C’wealth C in­sists in on re­forms

Lesotho Times - - Front Page - LekhethoLekhet Nt­sukun­yane

COMMONWEALTHCOMMO of Na­tions Sec­re­tary-gen­er­al­tary-gen (SG) Pa­tri­cia Scot­land says Le­sotho will need to im­ple­ment a raft of re­form re­forms to sta­bilise the coun­try af­ter the 3 Ju June 2017 elec­tions ir­re­spec­tive of which par­typa forms gov­ern­ment. Ms Sco Scot­land was speak­ing to the Le­sotho Time Times in Maseru this week fol­low­ing her visit to the Moun­tain King­dom for a se­ries of meet­ings with stake­hold­ers in the po­lit­i­calpolit arena ahead of the up­com­ing polls.polls The C Com­mon­wealth SG’S visit, which be­gan on Mon­day and ends to­day, is also meant t to reaf­firm the 52-na­tion bloc’s sup­por sup­port for the coun­try’s po­lit­i­cal and elect elec­toral pro­cesses. L Le­sotho is one of 52 mostly former Bri Bri­tish colonies or de­pen­den­cies tha that are mem­bers of the in­ter­gov­ern ern­men­tal Com­mon­wealth of Na­tion tions united by shared val­ues of demo moc­racy, free speech, hu­man rights an and the rule of law. Ms Scot­land said she was delig lighted to learn that “al­most all th the po­lit­i­cal par­ties” in Le­sotho signed a pledge com­mit­ting to de­liver the re­forms that the Com­mon­wealth had ad­vo­cated through a re­port by bloc’s Ex­pert Ad­viser to Le­sotho Dr Ra­jen Prasad. Dr Prasad made the re­port a af­ter a 25-mem­ber del­e­ga­tion of L Le­sotho politi­cians, se­nior civil ser­vants and civil so­ci­ety rep­re­sen­ta­tives vis­ited New Zealand fro from 28 June to 5 July 2014 to stu study the coun­try’s gov­er­nance syste tem. Dr Prasad’s re­port sug­gested, amo among other is­sues, that Le­sotho shoul should de­politi­cise its civil ser­vice and un­dert un­der­take con­sti­tu­tional re­forms. Le­sot Le­sotho com­mit­ted to the im­ple­men­ta­tion of a raft of le­gal, po­lit­i­cal and secu- rity re­forms that were rec­om­mended by the re­gional South­ern African De­vel­op­ment Com­mu­nity (SADC) as part of ef­forts to en­sure last­ing peace and sta­bil­ity in the King­dom.

The in­sta­bil­ity has of­ten man­i­fested in the pre­ma­ture col­lapse of gov­ern­ments, the lat­est be­ing Prime Min­is­ter Pakalitha Mo­sisili’s seven-party coali­tion ad­min­is­tra­tion which suc­cumbed to a no­con­fi­dence vote in par­lia­ment on 1 March 2017. The coun­try is hold­ing its elec­tions, the third in just five years as none of the gov­ern­ments have man­aged to last the full five-year man­date.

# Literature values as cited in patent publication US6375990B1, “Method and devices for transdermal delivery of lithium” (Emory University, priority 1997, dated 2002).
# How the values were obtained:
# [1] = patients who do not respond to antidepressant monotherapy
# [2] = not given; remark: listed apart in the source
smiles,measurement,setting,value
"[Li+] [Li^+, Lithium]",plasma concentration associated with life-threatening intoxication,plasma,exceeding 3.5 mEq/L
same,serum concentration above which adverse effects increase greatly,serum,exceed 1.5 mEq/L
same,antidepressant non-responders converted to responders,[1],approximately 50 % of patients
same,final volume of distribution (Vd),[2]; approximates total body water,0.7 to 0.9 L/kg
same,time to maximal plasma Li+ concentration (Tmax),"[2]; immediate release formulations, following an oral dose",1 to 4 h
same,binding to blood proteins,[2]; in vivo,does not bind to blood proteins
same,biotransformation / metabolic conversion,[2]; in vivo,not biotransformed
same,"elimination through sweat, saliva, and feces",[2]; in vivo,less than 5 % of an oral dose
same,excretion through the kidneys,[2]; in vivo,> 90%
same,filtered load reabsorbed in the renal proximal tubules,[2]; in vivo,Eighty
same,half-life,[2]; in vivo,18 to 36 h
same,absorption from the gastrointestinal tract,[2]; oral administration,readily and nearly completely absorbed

Ms Scot­land said they would sup­port the re­form process once the elec­tions were over, “and in­deed work with the in­ter­na­tional com­mu­nity to see how best we can sup­port Le­sotho to de­liver on th­ese is­sues”.

“What is very warm­ing and sat­is­fy­ing is to know that ir­re­spec­tive of any po­lit­i­cal dif­fer­ences the par­ties may have, they have all agreed that the re­forms process is some­thing that they will com­mit to ir­re­spec­tive of who wins the elec­tions,” she said.

“It is im­por­tant to recog­nise that this is an it­er­a­tive process. There is need for us to be steady when it comes to what the re­forms ac­tu­ally mean.

“We have an agree­ment that the re­forms should take place and I un­der­stand there is a de­sire to have an ac­tion plan and time ta­ble for when and how th­ese re­forms should be un­der­taken.

“I will be listening and talk­ing to Prime Min­is­ter Pakalitha Mo­sisili, Deputy Prime Min­is­ter Mo­thetjoa Mets­ing and lead­ers of the op­po­si­tion par­ties to hear what they have to say; are they will­ing and in­ter­ested in this idea of a peace pledge go­ing for­ward to guide us in the elec­tion process.”

Ms Scot­land also ap­pealed to Ba­sotho “to con­cen­trate on peace, good gov­er­nance, the rule of law and how we can make sure the struc­ture is right”.

“We know that there will al­ways be dif­fer­ences in po­lit­i­cal views but that’s not what we are talk­ing about,” she said.

“We are talk­ing about the re­form pro­gramme, re­spect, peace and be­ing able to cre­ate en­vi­ron­ment where a good, peace­ful elec­tion can take place and where ev­ery­one is satisfied at the end of the process that the process is one that they can en­dorse and sup­port.”

She noted that Le­sotho also sought as­sis­tance of the Com­mon­wealth in 2012.

“There was an is­sue of whether the con­sti­tu­tional ar­range­ments should be changed; if the first-past-the-post sys­tem should con­tinue. As a re­sult, the then sec­re­tary-gen­eral agreed that Dr Prasad should come and as­sist Le­sotho to look at how the new struc­ture should be made.

“And for that pur­pose, he un­der­took a lot of work with stake­hold­ers in gov­ern­ment and the op­po­si­tion as to how this new struc­ture should be put in place,” Ms Scot­land said.

She said the Com­mon­wealth sec­re­tar­iat had an ob­server mis­sion for elec­tions, adding, “Most coun­tries ask for the sec­re­tary to come and ob­serve their elec­tions”.

Turn­ing to other is­sues, she said the Com­mon­wealth theme for 2017 cen­tred on peace build­ing and they launched the Peace in the Home cam­paign to deal with domestic vi­o­lence.

“One in ev­ery three women in the world is af­fected by domestic vi­o­lence. It is the great­est cause of mor­bid­ity in women and girls.

“There is a big cost of this on all our com­mu­ni­ties. So we have been work­ing hard to gather the best prac­tices across the Com­mon­wealth coun­tries so we could share with one an­other and re­duce the like­li­hood of domestic vi­o­lence af­fect­ing

md men, women and chil­dren be­cause it af­fects all of us.”

She added that the cam­paign was very im­por­tant be­cause with­out peace in the home “it is very un­likely to have peace in our world”.

COM­MON­WEALTH of Na­tions SG Pa­tri­cia Scot­land.

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